Great entry.
Sherry & Jack in North CArolina (see we made it up north!)

Cher' Shots said...

WOW ~ looks like somebody raided Mom's picture box. Wonderful, wonderful memories of being raised on that farm. Thanks Sis "Hugs"

Paula said...

I agree an animal should never been named until their true personality is seen and as you know they do all have one. Thank you for sharing your beautiful memories with us.

Dianna said...

Dar, I just enjoy your blog so much. It is the way you share your memories from your childhood that makes it so endearing. I enjoyed today's SO much! Your parents certainly gave you and your siblings a rich heritage.

lil sis said...

Alright already, you brought a tear to my eye
Actually a couple of tears to both of my eyes.
Sure did have wonderful times at the farm.
And how special was it that Mom and Daddy shared
their zest for life with everybody. And boy-howdy, did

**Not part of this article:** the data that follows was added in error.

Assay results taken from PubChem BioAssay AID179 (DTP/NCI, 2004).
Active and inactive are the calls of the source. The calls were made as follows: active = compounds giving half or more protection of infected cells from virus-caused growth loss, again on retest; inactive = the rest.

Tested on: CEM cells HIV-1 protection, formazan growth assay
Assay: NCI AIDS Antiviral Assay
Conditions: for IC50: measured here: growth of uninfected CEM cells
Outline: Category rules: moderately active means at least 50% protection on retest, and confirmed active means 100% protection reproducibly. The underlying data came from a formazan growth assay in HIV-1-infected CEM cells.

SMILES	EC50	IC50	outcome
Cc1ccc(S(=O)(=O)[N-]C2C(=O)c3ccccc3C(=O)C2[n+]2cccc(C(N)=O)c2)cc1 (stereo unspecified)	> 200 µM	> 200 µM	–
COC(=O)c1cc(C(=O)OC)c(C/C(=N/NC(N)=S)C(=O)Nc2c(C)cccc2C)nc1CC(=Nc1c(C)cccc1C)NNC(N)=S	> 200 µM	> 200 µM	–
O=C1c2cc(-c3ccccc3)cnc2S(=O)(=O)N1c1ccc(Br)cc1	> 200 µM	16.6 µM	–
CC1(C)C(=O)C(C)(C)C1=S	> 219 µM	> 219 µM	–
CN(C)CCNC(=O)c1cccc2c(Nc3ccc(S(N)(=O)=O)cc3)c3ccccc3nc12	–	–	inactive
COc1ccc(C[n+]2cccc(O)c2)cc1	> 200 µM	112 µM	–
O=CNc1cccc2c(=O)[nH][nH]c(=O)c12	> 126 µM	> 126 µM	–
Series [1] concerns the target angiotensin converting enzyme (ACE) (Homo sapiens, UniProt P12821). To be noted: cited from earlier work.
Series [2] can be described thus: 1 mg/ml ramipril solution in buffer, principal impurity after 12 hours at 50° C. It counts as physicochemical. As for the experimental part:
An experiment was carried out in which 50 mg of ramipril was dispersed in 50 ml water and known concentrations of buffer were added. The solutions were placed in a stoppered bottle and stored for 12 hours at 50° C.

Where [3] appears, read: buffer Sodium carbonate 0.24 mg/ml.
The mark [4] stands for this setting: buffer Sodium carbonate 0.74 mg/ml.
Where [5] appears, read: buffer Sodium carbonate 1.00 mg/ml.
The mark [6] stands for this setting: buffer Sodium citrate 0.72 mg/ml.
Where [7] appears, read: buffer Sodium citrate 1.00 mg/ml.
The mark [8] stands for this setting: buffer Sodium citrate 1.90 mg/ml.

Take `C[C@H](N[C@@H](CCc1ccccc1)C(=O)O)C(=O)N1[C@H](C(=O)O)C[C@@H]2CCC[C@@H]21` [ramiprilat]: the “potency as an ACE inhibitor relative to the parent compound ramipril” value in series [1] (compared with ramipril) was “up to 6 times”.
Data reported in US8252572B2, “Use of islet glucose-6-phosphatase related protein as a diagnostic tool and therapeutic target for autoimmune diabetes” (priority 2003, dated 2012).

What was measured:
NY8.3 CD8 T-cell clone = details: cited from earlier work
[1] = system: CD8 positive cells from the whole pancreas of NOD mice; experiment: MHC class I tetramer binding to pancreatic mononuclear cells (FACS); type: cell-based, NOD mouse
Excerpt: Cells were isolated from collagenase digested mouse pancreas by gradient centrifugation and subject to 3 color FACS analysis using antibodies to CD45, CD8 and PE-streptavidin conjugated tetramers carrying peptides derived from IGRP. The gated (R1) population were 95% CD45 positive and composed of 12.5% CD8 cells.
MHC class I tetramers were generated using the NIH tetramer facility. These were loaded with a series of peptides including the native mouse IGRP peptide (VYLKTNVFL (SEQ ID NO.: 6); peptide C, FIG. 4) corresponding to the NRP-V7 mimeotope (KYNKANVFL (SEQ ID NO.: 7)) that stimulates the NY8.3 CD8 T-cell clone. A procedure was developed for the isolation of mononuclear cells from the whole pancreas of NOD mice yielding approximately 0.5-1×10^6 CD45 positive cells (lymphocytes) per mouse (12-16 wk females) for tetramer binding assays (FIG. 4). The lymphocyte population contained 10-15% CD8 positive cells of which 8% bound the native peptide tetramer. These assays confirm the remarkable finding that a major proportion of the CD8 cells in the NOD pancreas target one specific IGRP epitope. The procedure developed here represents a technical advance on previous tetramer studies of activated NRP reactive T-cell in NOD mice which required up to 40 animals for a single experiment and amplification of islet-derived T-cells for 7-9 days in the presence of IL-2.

our little brother ever come through for them when
Daddy got hurt. Always helping, no matter what.
Makes me proud.
Love to ya'll - me

crochet lady said...

Thanks so much for sharing lambing season memories! I've always thought raising sheep would be interesting.

Anonymous said...


Naturegirl said...

Dar: I thoroughly enjoyed this visit back to your memories and seeing all those lambs and mamma sheep.What an intersting life!
You are always welcome to my peaceful winter garden! Wait until you see it in summer!!!
hugs NG

Stine in Ontario said...